10 (Death Breast)

Album: 22, A Million (2016)
  • This distorted track with contemplative lyrics about love that will never leave is the second song on 22, A Million. The song title purposely rhymes with "Beth/Rest," which concluded Bon Iver's previous self-titled album.
  • Bon Iver mainman Justin Vernon sped up a You Tube sample of Stevie Nicks singing "Wild Heart" and looped it over the opening of this song. He told Uncut:

    "It's from my favorite YouTube video of all time. It's Stevie Nicks warming up in 1981, while getting her hair done and singing 'Wild Heart.' Somebody offstage is singing harmony and it's the best piece of music."
  • The 22, A Million album was co-produced by Vernon's close friend BJ Burton. The producer told Uncut: "We never put pressure on the music. We never said, This is the next Bon Iver record. It was just making s--t that sounded fresh to us."

    One day Burton recorded Vernon playing a jittery, menacing beat on a drum kit at April Base. Burton recalled: "I just blew it out and made this weird-ass rhythm. We manipulated the tape and played with the pitch until it became this dirty blown out beach. We're like, hell yeah let's roll with this for a second."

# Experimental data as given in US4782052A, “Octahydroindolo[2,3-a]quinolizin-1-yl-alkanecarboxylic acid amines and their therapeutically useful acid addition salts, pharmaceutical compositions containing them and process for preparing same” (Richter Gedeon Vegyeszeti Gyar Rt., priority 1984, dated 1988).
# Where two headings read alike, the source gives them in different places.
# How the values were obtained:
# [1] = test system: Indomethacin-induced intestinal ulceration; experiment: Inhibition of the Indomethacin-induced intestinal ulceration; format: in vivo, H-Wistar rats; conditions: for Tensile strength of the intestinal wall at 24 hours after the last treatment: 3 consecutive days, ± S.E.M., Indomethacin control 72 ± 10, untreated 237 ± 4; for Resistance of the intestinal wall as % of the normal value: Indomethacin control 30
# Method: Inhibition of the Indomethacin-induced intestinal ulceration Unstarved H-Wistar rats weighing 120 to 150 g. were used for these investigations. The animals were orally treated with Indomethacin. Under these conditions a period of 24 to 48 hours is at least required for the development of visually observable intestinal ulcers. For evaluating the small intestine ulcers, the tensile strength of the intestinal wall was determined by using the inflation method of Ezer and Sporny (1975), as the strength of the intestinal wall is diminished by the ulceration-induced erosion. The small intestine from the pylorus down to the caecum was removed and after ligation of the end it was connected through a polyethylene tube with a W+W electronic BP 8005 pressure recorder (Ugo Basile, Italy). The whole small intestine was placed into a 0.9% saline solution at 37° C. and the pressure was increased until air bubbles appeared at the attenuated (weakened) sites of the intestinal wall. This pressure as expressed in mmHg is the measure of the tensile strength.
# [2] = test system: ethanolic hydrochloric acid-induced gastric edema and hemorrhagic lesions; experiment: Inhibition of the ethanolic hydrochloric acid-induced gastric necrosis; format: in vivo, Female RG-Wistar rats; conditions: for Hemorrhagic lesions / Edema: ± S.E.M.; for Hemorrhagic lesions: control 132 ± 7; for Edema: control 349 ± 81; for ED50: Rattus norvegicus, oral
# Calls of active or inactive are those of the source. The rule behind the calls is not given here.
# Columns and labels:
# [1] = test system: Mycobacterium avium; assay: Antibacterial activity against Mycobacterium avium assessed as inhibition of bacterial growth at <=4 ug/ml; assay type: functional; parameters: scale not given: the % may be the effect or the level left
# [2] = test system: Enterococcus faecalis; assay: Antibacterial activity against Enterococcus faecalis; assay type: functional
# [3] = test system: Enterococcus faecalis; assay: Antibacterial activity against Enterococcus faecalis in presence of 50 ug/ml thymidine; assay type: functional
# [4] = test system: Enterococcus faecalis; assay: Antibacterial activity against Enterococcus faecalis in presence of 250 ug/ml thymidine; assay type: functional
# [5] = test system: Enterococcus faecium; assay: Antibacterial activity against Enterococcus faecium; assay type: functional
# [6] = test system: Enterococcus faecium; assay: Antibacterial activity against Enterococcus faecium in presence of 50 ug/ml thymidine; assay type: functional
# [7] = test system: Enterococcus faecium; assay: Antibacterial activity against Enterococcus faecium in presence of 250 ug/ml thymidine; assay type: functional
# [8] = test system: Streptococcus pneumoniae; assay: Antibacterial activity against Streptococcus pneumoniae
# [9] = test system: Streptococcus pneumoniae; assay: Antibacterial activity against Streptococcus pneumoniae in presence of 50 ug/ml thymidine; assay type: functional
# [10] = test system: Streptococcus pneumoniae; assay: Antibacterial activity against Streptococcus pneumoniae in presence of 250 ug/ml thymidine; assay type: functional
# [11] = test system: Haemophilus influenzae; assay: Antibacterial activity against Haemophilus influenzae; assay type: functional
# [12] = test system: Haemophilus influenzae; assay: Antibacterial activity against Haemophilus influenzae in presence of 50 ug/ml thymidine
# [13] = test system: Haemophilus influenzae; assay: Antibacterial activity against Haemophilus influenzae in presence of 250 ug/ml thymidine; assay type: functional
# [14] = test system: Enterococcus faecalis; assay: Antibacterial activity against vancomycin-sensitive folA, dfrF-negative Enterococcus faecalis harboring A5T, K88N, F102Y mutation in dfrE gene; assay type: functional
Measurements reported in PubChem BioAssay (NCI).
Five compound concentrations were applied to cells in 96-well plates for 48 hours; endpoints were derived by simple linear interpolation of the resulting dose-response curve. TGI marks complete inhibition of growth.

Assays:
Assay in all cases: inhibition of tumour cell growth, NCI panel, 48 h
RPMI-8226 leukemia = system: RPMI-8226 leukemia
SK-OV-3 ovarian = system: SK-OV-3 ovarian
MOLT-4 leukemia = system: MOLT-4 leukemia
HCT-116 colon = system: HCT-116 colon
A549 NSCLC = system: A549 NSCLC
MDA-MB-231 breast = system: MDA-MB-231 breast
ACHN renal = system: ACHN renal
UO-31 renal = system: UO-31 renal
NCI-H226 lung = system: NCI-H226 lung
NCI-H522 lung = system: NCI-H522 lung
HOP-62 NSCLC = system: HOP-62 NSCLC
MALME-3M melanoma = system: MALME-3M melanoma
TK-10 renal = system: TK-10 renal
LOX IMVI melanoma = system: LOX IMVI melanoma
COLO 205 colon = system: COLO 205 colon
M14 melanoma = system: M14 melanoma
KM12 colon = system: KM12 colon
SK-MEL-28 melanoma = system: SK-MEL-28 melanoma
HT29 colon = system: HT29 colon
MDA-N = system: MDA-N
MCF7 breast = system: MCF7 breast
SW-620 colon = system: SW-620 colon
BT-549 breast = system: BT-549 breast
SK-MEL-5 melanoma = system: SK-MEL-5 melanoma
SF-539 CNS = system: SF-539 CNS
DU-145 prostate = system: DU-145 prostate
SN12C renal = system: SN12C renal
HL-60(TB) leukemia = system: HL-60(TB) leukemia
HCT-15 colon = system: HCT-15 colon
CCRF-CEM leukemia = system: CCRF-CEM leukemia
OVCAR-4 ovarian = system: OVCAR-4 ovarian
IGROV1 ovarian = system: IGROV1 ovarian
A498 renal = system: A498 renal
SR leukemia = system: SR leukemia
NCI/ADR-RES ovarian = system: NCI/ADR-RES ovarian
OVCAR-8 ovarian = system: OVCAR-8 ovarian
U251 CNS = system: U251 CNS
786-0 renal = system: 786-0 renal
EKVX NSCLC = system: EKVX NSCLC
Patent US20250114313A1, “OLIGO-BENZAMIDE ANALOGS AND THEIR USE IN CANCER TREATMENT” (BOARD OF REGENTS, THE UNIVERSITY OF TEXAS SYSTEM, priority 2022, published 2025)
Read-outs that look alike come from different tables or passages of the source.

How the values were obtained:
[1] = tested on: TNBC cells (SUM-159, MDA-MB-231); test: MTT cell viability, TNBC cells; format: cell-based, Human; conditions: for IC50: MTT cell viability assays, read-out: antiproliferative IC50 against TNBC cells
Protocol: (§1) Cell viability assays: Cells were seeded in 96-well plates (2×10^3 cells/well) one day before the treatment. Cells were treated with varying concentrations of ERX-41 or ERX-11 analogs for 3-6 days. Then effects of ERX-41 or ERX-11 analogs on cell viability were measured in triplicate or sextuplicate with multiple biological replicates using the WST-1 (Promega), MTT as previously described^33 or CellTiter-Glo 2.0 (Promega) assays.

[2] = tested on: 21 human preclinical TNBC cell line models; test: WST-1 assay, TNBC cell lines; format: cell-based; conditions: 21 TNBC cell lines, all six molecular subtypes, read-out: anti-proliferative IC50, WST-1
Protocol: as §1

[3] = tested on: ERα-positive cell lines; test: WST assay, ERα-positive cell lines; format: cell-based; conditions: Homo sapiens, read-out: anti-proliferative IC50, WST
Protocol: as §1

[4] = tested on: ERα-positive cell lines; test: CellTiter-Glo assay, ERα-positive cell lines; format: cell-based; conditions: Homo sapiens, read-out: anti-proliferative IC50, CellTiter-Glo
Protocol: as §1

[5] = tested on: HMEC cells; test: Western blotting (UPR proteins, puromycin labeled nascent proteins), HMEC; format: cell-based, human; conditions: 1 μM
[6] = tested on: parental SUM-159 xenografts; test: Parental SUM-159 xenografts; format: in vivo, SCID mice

The idea eventually became "10 (Death Breast)."

Comments

Be the first to comment...

Songs in Famous Movie Scenes: '80s EditionMusic Quiz

You know the scenes - Tom Cruise in his own pants-off dance off, Molly Ringwald celebrating her birthday - but do you remember what song is playing?

James Bond Theme SongsMusic Quiz

How well do you know the 007 theme songs?

Songs in Famous Movie Scenes: Tarantino EditionMusic Quiz

Whether he's splitting ears or burning Nazis, Quentin Tarantino uses memorable music in his films. See if you can match the song to the scene.

Todd RundgrenSongwriter Interviews

Todd Rundgren explains why he avoids "Hello It's Me," and what it was like producing Meat Loaf's Bat Out of Hell album.

Andy McClusky of OMDSongwriter Interviews

Known in America for the hit "If You Leave," OMD is a huge influence on modern electronic music.

Edwin McCainSongwriter Interviews

"I'll Be" was what Edwin called his "Hail Mary" song. He says it proves "intention of the songwriter is 180 degrees from potential interpretation by an audience."